ConfigMgr 101: Virtual Applications

In my opinion, one of the most fascinating features in ConfigMgr 2012 is the introduction of much better support for virtual applications sequenced using the App-V Sequencer. This latest post in the ConfigMgr 101 series looks at how this feature works, how it is different from ConfigMgr 2007 and how we use it.

What is App-V?

Before we kick off this post in anger and really get into the details what exactly is App-V? We can describe App-V with the following bullet points.

  • Ability to sequence applications for delivery to client machines
  • Actions and operations are controlled by a management server and applications streamed via streaming points
  • Allows for rapid deployment of applications

It removes the need for local installation of the applications. Instead, only the App-V client needs to be installed on the client machines. All application data is permanently stored on the virtual application server. Whichever software is needed is either streamed or locally cached from the application server on demand and run locally. The App-V stack sandboxes the execution environment so that the application does not make changes to the client itself. The basic concept of App-V is really as follows (this is very high level).

App-V in ConfigMgr 2007

Now we have a basic understanding of what App-V does, let’s have a look at how we used App-V in ConfigMgr 2007. We ran App-V as a standalone system and enabled the use of virtual applications in ConfigMgr 2007. The configuration was less than elegant if truth be told, not a huge amount of people configured the integration or at least configured it, saw what they lost from App-V as a standalone product and removed the integration.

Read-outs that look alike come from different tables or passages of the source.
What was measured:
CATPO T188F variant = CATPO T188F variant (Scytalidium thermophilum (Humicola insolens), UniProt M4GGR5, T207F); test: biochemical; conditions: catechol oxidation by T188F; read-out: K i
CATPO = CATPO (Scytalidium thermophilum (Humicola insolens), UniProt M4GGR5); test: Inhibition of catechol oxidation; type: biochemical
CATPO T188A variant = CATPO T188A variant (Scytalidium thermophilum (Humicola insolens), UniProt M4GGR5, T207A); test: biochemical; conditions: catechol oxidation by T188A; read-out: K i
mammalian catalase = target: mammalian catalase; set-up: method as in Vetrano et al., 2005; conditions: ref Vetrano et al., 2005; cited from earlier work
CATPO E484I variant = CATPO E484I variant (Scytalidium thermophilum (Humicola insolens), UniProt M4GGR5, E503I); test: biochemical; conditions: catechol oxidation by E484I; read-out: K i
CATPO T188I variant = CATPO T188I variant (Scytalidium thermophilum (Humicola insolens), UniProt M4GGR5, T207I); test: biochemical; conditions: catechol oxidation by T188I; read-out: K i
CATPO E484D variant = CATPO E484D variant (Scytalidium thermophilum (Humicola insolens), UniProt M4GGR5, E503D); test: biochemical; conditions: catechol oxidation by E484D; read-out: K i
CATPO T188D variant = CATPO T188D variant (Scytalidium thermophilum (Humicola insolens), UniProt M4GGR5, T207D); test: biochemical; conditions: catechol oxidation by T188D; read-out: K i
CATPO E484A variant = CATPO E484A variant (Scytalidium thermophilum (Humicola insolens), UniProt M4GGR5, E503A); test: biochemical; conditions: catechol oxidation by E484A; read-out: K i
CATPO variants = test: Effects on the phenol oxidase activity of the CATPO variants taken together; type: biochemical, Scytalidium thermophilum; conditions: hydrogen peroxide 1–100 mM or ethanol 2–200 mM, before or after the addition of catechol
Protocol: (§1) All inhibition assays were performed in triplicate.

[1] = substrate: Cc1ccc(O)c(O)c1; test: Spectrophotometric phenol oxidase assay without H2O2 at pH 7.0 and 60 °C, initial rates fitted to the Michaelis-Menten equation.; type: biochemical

The following diagram shows how the infrastructure would look when we configured the integration.

As you can just see from looking at the above graphic, we needed to keep the majority of our infrastructure. Essentially you were managing two systems for one output and just using the distribution methods of ConfigMgr to deploy the content. However, things changed in ConfigMgr 2012.

App-V in ConfigMgr 2012

So as we are in ConfigMgr 2012, the streaming technology which makes App-V great is now built into the distribution point role out of the box, no additional configuration is required. We still require the App-V client to be installed on endpoints but this is now installed in standalone mode and is now just responsible for managing the virtual package which is delivered by ConfigMgr. Like App-V standalone you can still selectively publish features in the application known as feature blocks. Now is a good time to revisit the above diagram but for ConfigMgr 2012.

Again, just by looking at this diagram you can see how much simpler the integration is. We remove the need for the App-V infrastructure. This is where you would normally expect a load of screen shots on how to set the system up, not in this case. All this functionality is out of the box, just install the App-V client locally and then sequence your application as normal. Okay so not strictly true you need a distribution point but nothing out of the ordinary! To import your manifest XML file, create a new application and select Microsoft Application Virtualization from the drop down, drop the UNC path to the manifest and continue through the wizard.


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About Martyn

Martyn is one of the Senior Cloud Architects and DevOps Team Leader at one of the worlds leading Cloud Transformation Specialists Inframon. Martyn is responsible for the architecture of some of the largest Azure deployments in EMEA and is a advisor to a many businesses on their strategies. Martyn is a regular speaker at Microsoft events and community events on Azure and DevOps, giving his insight to a growing number of audiences.

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